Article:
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Texas prison hunger strike over solitary confinement enters third week

An offender walks past a sign on a wall at the the Darrington Unit of the Texas Department of Criminal Justice men's prison in Rosharon, Texas, in 2014.
Adrees Latif
An offender walks past a sign on a wall at the the Darrington Unit of the Texas Department of Criminal Justice men's prison in Rosharon, Texas, in 2014.

A hunger strike in Texas prisons entered its third week as men refused food to protest their living conditions.

The men live in solitary confinement, oftentimes due to being members of prison gangs, rather than any rule infraction.

The state houses 3,100 men in solitary. They are often held for indefinite amounts of time — lasting years or more. As many as 500 of the men have been in solitary for more than a decade.

The men are seeking release from the “inhumane treatment and conditions” of solitary confinement, spending 22 hours a day in a cell, and the opportunity to prove they aren't a threat to other inmates.

Numerous studies have highlighted the mental and physical toll that isolation takes on people, with one study comparing it to physical torture.

One inmate described a typical day.

“There’s not much to it,” he wrote to TPR. “You have to keep in mind these cells are small, 4’x10’.”

After waking up at 6 a.m. and brushing his teeth, the inmate says he starts walking.

“Three steps, turn, three steps. Back and forth. I pace like that until lunch at 10 a.m.,” he said.

After lunch, he paces for another hour — and then reads or draws. After a few hours, he goes back to pacing until 4 p.m. He eats dinner and then reads or writes letters before pacing again until 10 p.m. He rinses off in the sink “unless they actually run showers” then reads until he falls asleep.

Since the strike began, this inmate has broken his fast once but rejoined the strike.

“I’ve lost 12 lbs. My pulse was high and kidneys enlarged. Other than that, I’m okay, just dizzy,” he said.

He has continued because the alternative of continuing in solitary is unacceptable.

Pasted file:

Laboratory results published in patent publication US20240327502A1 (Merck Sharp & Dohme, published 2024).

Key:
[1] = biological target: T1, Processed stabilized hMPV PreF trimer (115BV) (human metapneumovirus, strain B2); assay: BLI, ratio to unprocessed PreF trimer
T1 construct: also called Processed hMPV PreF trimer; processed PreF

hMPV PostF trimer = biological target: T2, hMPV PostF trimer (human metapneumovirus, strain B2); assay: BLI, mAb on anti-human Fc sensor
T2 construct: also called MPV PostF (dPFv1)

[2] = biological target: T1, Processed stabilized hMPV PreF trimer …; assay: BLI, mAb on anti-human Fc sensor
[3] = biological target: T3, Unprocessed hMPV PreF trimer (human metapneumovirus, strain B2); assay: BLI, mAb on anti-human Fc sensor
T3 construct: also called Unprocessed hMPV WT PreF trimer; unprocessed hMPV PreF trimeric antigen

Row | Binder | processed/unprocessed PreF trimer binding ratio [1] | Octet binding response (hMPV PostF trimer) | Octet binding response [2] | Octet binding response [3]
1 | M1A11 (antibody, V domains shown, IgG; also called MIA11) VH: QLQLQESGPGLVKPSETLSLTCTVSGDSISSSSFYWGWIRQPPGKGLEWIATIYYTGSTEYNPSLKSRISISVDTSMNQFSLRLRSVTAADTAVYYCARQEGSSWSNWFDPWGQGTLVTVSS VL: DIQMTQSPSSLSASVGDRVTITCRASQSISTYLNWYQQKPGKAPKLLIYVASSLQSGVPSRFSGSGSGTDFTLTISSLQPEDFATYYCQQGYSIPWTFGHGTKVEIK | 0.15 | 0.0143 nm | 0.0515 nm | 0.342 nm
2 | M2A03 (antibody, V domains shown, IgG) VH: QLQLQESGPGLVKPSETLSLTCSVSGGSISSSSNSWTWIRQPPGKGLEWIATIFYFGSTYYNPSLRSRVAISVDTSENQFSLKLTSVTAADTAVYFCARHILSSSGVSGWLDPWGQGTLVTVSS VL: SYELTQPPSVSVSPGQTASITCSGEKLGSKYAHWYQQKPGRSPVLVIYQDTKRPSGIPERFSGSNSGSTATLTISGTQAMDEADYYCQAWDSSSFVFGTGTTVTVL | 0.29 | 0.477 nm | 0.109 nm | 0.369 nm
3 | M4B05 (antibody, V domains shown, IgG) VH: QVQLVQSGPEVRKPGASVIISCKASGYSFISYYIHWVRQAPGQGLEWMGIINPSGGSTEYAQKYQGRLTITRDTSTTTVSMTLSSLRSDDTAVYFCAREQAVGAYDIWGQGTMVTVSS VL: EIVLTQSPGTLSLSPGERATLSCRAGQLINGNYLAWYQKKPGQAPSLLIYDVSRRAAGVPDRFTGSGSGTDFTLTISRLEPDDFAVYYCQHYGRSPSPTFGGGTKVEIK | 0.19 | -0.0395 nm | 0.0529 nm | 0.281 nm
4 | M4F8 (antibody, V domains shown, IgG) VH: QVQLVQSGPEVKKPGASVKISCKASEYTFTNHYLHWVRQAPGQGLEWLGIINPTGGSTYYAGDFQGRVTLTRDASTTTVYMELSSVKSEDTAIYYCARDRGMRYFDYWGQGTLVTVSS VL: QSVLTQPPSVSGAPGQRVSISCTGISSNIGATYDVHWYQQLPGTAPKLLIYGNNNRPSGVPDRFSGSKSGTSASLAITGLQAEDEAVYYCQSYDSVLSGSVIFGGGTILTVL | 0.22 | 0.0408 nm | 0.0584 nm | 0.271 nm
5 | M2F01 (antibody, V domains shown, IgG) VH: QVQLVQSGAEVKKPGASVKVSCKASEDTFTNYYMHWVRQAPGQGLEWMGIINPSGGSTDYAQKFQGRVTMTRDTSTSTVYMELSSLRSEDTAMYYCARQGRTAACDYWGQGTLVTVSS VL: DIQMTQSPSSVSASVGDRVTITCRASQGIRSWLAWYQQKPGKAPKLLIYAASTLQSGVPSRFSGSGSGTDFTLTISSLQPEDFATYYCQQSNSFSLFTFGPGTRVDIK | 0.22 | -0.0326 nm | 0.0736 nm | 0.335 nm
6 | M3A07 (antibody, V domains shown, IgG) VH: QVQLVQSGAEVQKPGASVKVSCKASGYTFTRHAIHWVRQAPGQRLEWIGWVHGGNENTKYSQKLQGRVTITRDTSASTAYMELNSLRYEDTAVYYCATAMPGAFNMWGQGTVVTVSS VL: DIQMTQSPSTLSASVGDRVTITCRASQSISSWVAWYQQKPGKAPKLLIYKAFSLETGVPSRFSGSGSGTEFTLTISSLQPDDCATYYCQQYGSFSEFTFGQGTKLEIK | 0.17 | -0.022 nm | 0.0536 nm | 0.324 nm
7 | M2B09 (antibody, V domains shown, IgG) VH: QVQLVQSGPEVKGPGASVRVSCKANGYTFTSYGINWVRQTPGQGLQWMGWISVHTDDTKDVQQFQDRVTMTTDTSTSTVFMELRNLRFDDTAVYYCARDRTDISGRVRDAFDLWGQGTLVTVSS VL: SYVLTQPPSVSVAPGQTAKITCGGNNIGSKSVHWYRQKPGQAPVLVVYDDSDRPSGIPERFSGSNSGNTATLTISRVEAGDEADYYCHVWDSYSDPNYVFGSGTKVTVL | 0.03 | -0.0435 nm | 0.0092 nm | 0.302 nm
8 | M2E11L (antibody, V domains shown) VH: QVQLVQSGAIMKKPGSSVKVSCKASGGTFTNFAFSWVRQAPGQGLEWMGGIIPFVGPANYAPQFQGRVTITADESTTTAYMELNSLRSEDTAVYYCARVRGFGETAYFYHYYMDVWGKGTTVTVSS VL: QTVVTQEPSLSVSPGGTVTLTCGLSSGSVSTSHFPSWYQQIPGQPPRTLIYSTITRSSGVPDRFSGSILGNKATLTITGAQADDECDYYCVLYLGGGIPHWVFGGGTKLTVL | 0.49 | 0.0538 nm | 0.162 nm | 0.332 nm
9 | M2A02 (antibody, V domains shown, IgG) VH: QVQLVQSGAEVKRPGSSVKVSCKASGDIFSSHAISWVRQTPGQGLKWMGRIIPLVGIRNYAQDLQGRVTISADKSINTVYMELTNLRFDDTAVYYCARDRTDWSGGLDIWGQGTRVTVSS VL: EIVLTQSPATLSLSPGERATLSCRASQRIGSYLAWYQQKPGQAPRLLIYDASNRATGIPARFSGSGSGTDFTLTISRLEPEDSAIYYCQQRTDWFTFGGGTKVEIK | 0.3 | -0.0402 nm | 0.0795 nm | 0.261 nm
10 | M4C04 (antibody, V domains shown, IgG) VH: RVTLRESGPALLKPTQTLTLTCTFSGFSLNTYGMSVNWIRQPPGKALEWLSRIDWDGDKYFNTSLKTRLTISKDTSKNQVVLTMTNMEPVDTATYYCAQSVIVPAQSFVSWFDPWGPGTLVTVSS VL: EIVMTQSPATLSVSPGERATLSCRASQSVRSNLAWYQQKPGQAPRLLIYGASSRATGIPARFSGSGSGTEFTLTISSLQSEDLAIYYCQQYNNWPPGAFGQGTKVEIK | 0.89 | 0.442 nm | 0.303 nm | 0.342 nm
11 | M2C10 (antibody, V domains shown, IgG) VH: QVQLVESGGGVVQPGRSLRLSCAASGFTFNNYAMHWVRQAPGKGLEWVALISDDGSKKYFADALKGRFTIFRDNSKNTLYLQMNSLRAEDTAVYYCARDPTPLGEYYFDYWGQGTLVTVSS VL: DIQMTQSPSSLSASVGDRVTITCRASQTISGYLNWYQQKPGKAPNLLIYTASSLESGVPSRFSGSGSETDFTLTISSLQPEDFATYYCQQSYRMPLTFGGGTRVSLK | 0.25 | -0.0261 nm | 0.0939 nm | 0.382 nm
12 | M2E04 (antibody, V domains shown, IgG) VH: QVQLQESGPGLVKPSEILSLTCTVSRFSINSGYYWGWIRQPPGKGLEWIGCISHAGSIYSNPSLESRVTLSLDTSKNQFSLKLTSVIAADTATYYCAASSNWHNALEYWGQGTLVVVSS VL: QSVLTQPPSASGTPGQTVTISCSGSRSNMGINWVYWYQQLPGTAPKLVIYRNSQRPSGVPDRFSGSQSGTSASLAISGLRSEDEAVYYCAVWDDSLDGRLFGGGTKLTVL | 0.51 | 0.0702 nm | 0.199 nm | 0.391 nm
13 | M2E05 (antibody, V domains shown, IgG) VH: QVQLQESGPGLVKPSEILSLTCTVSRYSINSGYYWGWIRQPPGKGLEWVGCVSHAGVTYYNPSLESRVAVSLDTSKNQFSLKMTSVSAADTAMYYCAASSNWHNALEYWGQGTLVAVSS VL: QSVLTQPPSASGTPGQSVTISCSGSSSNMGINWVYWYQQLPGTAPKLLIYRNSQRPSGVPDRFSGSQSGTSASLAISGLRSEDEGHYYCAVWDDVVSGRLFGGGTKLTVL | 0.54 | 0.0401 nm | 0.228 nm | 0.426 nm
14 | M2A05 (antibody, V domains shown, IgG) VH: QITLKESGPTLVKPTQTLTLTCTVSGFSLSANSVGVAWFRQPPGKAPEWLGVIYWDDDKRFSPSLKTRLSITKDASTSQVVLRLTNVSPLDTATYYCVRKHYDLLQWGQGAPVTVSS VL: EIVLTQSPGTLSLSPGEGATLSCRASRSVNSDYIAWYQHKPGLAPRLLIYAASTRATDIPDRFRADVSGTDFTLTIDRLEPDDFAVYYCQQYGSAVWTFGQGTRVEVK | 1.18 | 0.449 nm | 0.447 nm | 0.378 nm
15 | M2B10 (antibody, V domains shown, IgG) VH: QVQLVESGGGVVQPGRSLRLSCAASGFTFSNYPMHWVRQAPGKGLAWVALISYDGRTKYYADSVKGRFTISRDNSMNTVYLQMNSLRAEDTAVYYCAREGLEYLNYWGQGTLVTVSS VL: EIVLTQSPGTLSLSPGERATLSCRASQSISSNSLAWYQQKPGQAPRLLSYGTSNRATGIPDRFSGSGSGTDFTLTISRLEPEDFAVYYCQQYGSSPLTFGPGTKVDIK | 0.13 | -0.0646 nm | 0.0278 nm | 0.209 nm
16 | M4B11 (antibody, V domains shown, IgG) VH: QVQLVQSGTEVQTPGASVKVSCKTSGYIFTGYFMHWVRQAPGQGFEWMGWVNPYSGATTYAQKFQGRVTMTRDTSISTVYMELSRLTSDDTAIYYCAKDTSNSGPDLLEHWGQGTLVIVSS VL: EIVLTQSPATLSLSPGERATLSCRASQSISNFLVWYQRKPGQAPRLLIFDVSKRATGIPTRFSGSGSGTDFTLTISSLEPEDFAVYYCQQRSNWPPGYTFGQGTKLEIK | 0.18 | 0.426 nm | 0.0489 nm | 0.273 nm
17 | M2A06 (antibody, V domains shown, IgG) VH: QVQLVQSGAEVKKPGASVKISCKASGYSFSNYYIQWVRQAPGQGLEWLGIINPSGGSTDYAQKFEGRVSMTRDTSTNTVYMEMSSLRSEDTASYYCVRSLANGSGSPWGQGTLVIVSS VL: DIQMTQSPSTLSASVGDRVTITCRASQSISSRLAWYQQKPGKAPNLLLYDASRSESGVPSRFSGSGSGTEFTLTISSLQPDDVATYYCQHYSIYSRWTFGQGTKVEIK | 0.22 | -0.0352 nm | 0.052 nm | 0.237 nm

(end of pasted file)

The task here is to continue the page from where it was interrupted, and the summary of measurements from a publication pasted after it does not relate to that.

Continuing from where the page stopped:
“The argument isn't about my conviction,” said another inmate in solitary, who conceded he had put himself in prison through his crimes. “It’s about the treatment, about the abuse.”

He compared their living conditions to that of dogs in kennels, saying dogs are treated better because — among other things — kennels are air conditioned. The majority of Texas prisons are not.

Also, the pandemic-fueled staffing issues throughout TDCJ have impacted these men dramatically. In a letter to legislators, they said access to showers and to the outdoors has been severely reduced.

“Nothing is being done to correct this problem,” said the inmate. “Other than just refusing our showers, recreation, it’s even hard to get medical attention. At times the inmates have to start banging on the doors in order to get the officers or medical attention.”

Multiple inmates have complained about the inability for them to access educational resources or to accrue “good time” — behavior-based credit towards their sentence.

Two-dozen men continue to refuse food inside the prisons, down 14 from the previous week, according to the Texas Department of Criminal Justice. The strikers are across five prisons.

This is the second hunger strike in a 16 month period. At the same point in the last strike, just six men were still refusing to eat, according to reports.

Thus far no medical intervention has been needed, TDCJ said Monday, adding that 60% of current strikers had broken their fast at one point or another. The agency defines a hunger strike as those who have gone at least three days without food. TDCJ is continuing to monitor the situation, with medical personnel weighing inmates on strike and taking vitals.

The Texas Department of Criminal Justice confirmed that dozens of prisoners are refusing to eat. Organizers said they want an end to indefinite solitary confinement.

The state has attributed the strike’s organization to an outside actor in federal detention who is a member of the Aryan brotherhood. TDCJ confirmed that members of multiple prison gangs are participating in the strike.

It isn’t clear what progress has been made in dealing with the strikers. Outside advocate Brittany Robertson has said the state indicated it was willing to allow additional privileges for inmates at some units, but nothing has been given in writing.

Inmates continue to push for a step down program where they are gradually given additional privileges and ultimately reincorporated into the prison population. They made recommendations of penalties for inmates who could find themselves back in solitary if they didn’t behave.

The state has said it will not bend to prison gangs. A spokesman said it considers them too dangerous to “give free reign” to recruit new members.

“If known prison gang members in state custody do not like their current confinement conditions, they are free to renounce their gang, and we will offer them a pathway back into general population,” said TDCJ spokeswoman Amanda Hernandez in an email.

The programs she described have been criticized by inmates and researchers for putting men at physical risk, due to the requirement to “snitch” on the organization. The efficacy of the programs has also been questioned.

There doesn’t seem to be a clear path forward. Prison administrators are overwhelmingly supportive of administrative segregation to maintain order and safety while research is spotty on if it works.

So prisoners continue to refuse food, losing weight, and continuing to question the use of any of this.

“Most of us back here will be released to society one day,” one inmate wrote to TPR “With nothing positive to show for it: no trades, education, drug treatment, Nothing. How is that good for Texas?”

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Paul Flahive can be reached at Paul@tpr.org